Sola, F. E. (1998) The impact of mega-events. Annals of Tourism Research, Issue 25, No. 1, 241–245
Yeoman, I., Robertson, M., Ali-Knight, J. and Drummond, S. (2003) Festival and EventsManagement: An International Arts and Culture Perspective, ButterworthHeinemann:Oxford.
Please note that while most of these journals are not specific event journals, relevant articles are included in all them.
- Annals of Tourism Research
- Current Issues in Tourism
- International Journal of Contemporary Hospitality Management
- Journal of Hospitality, Leisure, Sports and Tourism Education
- Environment and Planning D: society and space
- Journal of Tourism and Cultural Change
- Leisure Management
- Leisure Studies
- Recreation Management
- Sports Management
- Social Policy and Development
- Tourism Geographies
- Tourism Management
- Tourism Review
- Tourism Studies Internet Sources
- http://www.virginlondonmarathon.com/ and many others…
An updated list of all tourism, hospitality and events related journals available to you through the library can be found through My Module Resources:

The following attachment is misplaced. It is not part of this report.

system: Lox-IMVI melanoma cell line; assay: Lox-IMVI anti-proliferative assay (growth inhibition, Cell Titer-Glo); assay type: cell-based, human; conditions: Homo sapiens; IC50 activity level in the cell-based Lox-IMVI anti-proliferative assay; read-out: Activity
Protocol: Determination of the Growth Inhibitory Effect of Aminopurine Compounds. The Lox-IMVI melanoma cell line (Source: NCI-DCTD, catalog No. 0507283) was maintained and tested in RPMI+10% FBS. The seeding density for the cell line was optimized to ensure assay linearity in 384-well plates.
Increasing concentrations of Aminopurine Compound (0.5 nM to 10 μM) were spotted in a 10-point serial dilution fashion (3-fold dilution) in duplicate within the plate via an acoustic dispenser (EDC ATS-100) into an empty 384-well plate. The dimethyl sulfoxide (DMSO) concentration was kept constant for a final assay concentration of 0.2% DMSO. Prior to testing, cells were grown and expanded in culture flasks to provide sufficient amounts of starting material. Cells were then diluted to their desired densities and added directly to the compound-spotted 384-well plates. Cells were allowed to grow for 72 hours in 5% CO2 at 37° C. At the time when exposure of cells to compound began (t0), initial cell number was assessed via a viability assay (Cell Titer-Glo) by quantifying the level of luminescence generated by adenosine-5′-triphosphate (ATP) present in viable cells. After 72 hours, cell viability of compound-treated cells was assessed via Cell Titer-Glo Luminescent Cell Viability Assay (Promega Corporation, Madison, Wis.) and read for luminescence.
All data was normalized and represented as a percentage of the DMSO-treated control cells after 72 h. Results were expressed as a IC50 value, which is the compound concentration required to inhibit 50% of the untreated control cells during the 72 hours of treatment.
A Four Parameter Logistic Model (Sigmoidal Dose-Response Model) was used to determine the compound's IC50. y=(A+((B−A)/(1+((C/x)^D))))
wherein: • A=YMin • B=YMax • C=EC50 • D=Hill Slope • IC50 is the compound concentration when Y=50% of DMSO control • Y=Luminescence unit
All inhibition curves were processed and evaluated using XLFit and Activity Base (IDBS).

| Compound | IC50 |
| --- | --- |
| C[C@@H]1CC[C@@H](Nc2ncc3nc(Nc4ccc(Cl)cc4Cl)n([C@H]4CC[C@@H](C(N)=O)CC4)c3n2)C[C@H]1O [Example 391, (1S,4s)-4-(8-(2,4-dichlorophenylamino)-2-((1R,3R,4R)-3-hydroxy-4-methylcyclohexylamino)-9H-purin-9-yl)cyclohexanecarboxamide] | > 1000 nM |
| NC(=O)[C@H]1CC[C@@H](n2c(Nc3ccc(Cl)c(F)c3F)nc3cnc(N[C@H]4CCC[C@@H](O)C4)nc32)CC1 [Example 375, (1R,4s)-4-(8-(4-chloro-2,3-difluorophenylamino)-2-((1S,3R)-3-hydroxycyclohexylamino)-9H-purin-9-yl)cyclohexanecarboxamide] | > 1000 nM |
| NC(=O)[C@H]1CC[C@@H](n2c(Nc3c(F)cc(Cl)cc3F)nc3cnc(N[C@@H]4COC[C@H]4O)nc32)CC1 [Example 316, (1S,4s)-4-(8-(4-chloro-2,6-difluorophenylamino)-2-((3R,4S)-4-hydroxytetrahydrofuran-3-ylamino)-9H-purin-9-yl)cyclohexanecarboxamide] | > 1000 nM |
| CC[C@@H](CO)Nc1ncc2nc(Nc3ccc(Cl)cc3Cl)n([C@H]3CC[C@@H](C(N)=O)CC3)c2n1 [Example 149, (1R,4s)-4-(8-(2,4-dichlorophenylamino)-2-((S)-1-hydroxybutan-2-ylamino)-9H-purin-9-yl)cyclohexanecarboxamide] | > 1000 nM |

If you are looking for a journal article or book, either in print or electronically, which is not available through the University of Sunderland’s library they will try to obtain it for you from another library through the Interlibrary Loans Service: http://library.sunderland.ac.uk/resources/interlibrary-loans/
Please make use of the variety of Journals available to you through the library using DISCOVER.
For more library support information please check the next section on “Assignment support through Library services” of this module guide.
An updated list of all tourism, hospitality and events related journals available to you through the library can be found through My Module Resources: https://moduleresources.sunderland.ac.uk/course_identifier?ci=TOUJOU
If you are looking for a journal article or book, either in print or electronically, is not availablethroughtheUniversityofSunderland’slibrarytheywilltrytoobtainitforyoufrom another library through the Interlibrary Loans Service: http://library.sunderland.ac.uk/resources/interlibrary–loans/
Please make use of the variety of Journals available to you through the library using DISCOVER.